Basics about the biological significance and uptake of nitrogen
Nitrogen is essential for organisms and is found in proteins, nucleic acids and other compounds, such as chlorophyll. Animals take up nitrogen with their food, plants from soil. Plants are not able to use the molecular nitrogen out of the atmosphere (N2) directly, they rely on other sources such as mineral nitrogen fertiliser, decomposed biomass or certain bacteria that convert atmospheric nitrogen into ammonium nitrogen (NH4+) and thus make it available for plants. Many of the nitrogen-fixing bacteria live in the environment of plant roots and partially in symbioses with them: plants receive available nitrogen from the bacteria and the bacteria receive sugar-containing compounds from the plants.
Conventional agriculture currently uses various nitrogen fertilisers to increase yields. These are, however, expensive, pollute soil and water and contribute to the greenhouse effect. Therefore, approaches are being pursued to make, e.g. nitrogen fertilisation more effective, to bind the excess nitrogen in the soil or to increase the biological nitrogen fixation of bacteria in the soil.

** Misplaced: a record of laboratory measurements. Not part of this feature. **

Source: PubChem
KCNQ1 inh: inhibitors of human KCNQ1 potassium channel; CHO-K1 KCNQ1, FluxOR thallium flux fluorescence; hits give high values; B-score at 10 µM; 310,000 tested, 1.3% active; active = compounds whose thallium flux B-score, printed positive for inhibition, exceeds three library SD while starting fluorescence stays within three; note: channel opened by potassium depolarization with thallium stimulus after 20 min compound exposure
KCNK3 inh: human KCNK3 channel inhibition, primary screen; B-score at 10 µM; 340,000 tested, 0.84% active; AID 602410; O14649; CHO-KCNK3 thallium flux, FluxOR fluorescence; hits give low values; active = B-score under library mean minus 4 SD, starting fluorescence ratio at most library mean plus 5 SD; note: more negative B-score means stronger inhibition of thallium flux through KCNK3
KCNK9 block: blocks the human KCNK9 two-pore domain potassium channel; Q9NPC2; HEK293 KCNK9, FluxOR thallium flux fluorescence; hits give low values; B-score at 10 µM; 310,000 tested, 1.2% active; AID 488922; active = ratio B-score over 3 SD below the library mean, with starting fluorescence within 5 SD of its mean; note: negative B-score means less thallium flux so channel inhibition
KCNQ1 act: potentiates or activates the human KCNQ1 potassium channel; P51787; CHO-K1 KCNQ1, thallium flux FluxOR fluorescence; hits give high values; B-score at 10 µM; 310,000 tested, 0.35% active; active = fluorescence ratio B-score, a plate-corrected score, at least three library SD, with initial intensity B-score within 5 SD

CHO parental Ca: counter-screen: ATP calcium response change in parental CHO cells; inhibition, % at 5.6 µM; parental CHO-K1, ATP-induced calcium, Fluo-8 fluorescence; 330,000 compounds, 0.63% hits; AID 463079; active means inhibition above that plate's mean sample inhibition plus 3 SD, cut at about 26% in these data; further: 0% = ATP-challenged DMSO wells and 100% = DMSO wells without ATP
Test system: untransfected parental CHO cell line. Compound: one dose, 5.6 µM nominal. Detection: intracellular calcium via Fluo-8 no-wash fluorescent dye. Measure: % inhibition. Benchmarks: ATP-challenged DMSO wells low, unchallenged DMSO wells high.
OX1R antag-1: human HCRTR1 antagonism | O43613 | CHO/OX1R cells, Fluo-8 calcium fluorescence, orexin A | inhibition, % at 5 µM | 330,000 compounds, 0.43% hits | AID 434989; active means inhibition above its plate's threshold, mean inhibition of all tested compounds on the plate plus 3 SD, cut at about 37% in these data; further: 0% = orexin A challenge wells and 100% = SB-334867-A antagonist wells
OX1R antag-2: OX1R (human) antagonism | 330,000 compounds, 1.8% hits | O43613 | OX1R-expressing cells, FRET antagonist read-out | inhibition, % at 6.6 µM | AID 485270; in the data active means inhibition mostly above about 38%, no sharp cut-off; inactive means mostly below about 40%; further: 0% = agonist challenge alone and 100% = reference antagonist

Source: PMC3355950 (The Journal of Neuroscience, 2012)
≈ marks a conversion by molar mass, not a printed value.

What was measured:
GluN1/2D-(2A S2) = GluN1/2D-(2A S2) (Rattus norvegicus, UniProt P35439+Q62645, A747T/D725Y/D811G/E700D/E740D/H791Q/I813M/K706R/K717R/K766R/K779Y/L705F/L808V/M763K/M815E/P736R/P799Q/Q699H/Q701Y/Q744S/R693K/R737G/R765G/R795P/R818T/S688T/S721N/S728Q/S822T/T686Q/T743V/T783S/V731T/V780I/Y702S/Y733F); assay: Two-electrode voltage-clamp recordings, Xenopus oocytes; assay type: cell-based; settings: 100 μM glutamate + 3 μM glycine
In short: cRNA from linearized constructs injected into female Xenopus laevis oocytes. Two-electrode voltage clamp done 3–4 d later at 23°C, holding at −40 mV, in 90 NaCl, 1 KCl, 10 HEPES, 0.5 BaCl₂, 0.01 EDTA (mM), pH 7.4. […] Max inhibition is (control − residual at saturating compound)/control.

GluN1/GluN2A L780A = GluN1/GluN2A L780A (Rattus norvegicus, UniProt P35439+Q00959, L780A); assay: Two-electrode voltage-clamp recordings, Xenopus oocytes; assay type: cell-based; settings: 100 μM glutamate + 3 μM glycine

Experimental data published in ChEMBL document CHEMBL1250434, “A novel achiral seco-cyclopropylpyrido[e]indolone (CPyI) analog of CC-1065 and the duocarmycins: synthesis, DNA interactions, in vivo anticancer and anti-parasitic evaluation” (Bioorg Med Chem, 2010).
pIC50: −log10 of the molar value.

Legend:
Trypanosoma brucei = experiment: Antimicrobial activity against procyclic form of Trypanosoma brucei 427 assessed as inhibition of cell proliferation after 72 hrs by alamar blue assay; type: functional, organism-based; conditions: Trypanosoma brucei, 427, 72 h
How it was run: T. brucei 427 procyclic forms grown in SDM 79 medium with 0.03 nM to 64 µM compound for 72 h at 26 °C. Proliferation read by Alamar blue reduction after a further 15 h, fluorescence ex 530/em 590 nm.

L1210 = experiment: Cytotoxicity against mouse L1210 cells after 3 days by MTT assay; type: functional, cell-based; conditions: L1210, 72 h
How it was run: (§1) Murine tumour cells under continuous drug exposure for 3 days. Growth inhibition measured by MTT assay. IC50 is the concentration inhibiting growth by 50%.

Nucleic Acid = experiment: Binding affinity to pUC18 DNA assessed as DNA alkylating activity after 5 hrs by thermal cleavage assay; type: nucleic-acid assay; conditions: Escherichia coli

Results of the Yan et al. study
The scientists pursued an indirect approach to increase nitrogen availability in rice plants, i.e. the plants were modified to attract more nitrogen-fixing bacteria. Therefore, they screened for plant compounds that promote the colonisation of nitrogen-fixing bacteria around the plant roots.
The screening process identified substances in rice that stimulate the biofilm formation of an exemplary nitrogen-fixing bacterium (Gluconacetobacter diazotrophicus). Biofilms are stable and protected communities of microorganisms on surfaces which are held together by the slime layers of sugars, proteins and water that they produce. In general, the stimulation of biofilm production was intended to promote the colonisation of nitrogen-fixing bacteria on plant roots and subsequent biological nitrogen fixation.
The scientists tested certain ingredients found in the rice individually to see whether they triggered biofilm formation in cultures of different bacteria. Amongst others, the flavone apigenin promoted biofilm formation in G. diazotrophicus and several other known nitrogen-fixing bacteria.
In order to subsequently increase the amount of apigenin in the rice plant, CRISPR/Cas9 was used to switch off enzymes that degrade the flavone or convert it into other substances. The modified rice plants were cultivated in plant pots for further studies. Their roots were found to contain more apigenin.
Root extracts from the modified rice plants stimulated the biofilm formation of bacterial cultures (G. diazotrophicus) more than those of unmodified rice. Further examination of the whole plant showed that the modified rice plants took up more nitrogen than the unmodified ones. Under limited soil nitrogen conditions, the modified plants had more panicles and their yields increased by 20-30 %. Reduced growth was observed under all conditions as a side effect of the modification.